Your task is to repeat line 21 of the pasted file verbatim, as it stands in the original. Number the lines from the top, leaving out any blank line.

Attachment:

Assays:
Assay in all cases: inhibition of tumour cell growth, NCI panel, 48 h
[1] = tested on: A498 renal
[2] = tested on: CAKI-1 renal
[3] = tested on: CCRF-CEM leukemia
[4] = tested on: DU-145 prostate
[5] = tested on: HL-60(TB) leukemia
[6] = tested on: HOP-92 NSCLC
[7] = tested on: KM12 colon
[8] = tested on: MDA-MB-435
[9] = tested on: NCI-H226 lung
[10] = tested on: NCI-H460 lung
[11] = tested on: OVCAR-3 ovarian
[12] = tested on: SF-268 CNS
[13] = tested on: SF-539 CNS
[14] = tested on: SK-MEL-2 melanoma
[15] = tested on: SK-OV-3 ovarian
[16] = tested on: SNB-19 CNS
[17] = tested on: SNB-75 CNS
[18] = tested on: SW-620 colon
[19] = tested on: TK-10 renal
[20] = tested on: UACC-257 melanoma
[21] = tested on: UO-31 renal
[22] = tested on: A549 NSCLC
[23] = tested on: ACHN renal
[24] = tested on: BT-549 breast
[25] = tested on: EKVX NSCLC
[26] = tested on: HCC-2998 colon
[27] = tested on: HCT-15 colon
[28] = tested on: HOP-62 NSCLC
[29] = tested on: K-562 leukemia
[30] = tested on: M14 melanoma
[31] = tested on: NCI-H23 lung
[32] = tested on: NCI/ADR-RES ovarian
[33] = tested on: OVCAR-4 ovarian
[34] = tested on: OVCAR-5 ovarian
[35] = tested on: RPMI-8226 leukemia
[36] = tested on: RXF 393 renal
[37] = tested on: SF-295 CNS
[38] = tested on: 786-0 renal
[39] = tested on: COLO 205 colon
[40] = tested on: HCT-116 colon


[19] = tested on: TK-10 renal